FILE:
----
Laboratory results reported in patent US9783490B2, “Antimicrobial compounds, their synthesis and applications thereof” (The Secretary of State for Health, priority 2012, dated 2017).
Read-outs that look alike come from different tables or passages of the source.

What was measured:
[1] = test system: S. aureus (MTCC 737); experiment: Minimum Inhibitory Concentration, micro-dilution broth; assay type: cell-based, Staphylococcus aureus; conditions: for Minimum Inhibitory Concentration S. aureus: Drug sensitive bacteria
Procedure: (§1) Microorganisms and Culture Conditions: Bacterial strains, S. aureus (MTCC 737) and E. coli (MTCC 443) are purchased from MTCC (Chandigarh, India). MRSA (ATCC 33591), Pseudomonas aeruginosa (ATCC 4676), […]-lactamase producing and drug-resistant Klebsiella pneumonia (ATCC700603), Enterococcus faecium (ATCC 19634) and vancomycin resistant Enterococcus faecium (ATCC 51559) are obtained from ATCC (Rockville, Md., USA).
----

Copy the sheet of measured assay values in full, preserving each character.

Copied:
Laboratory results reported in patent US9783490B2, “Antimicrobial compounds, their synthesis and applications thereof” (The Secretary of State for Health, priority 2012, dated 2017).
Read-outs that look alike come from different tables or passages of the source.

What was measured:
[1] = test system: S. aureus (MTCC 737); experiment: Minimum Inhibitory Concentration, micro-dilution broth; assay type: cell-based, Staphylococcus aureus; conditions: for Minimum Inhibitory Concentration S. aureus: Drug sensitive bacteria
Procedure: (§1) Microorganisms and Culture Conditions: Bacterial strains, S. aureus (MTCC 737) and E. coli (MTCC 443) are purchased from MTCC (Chandigarh, India). MRSA (ATCC 33591), Pseudomonas aeruginosa (ATCC 4676), […]-lactamase producing and drug-resistant Klebsiella pneumonia (ATCC700603), Enterococcus faecium (ATCC 19634) and vancomycin resistant Enterococcus faecium (ATCC 51559) are obtained from ATCC (Rockville, Md., USA).